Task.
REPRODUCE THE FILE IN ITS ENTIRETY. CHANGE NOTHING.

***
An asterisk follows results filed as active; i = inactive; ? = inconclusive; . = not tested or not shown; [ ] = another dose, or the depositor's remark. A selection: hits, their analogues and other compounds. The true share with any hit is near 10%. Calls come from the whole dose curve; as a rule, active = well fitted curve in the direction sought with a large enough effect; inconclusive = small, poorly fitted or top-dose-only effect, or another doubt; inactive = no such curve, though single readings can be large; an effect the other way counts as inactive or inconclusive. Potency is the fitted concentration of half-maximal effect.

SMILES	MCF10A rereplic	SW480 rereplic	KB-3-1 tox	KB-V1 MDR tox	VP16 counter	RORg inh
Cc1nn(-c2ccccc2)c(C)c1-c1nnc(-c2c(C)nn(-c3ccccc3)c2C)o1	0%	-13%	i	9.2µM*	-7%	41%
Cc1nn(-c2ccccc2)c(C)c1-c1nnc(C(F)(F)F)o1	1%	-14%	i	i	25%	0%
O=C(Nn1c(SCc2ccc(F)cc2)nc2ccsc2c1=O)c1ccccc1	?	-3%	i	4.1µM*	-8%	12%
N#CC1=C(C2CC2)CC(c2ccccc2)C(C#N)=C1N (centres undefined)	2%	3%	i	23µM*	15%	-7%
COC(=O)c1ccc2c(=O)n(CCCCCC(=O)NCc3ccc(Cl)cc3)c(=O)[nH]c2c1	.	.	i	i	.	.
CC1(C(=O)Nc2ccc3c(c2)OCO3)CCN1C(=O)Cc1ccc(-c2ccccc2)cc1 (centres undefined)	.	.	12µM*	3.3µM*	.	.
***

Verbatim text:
An asterisk follows results filed as active; i = inactive; ? = inconclusive; . = not tested or not shown; [ ] = another dose, or the depositor's remark. A selection: hits, their analogues and other compounds. The true share with any hit is near 10%. Calls come from the whole dose curve; as a rule, active = well fitted curve in the direction sought with a large enough effect; inconclusive = small, poorly fitted or top-dose-only effect, or another doubt; inactive = no such curve, though single readings can be large; an effect the other way counts as inactive or inconclusive. Potency is the fitted concentration of half-maximal effect.

SMILES	MCF10A rereplic	SW480 rereplic	KB-3-1 tox	KB-V1 MDR tox	VP16 counter	RORg inh
Cc1nn(-c2ccccc2)c(C)c1-c1nnc(-c2c(C)nn(-c3ccccc3)c2C)o1	0%	-13%	i	9.2µM*	-7%	41%
Cc1nn(-c2ccccc2)c(C)c1-c1nnc(C(F)(F)F)o1	1%	-14%	i	i	25%	0%
O=C(Nn1c(SCc2ccc(F)cc2)nc2ccsc2c1=O)c1ccccc1	?	-3%	i	4.1µM*	-8%	12%
N#CC1=C(C2CC2)CC(c2ccccc2)C(C#N)=C1N (centres undefined)	2%	3%	i	23µM*	15%	-7%
COC(=O)c1ccc2c(=O)n(CCCCCC(=O)NCc3ccc(Cl)cc3)c(=O)[nH]c2c1	.	.	i	i	.	.
CC1(C(=O)Nc2ccc3c(c2)OCO3)CCN1C(=O)Cc1ccc(-c2ccccc2)cc1 (centres undefined)	.	.	12µM*	3.3µM*	.	.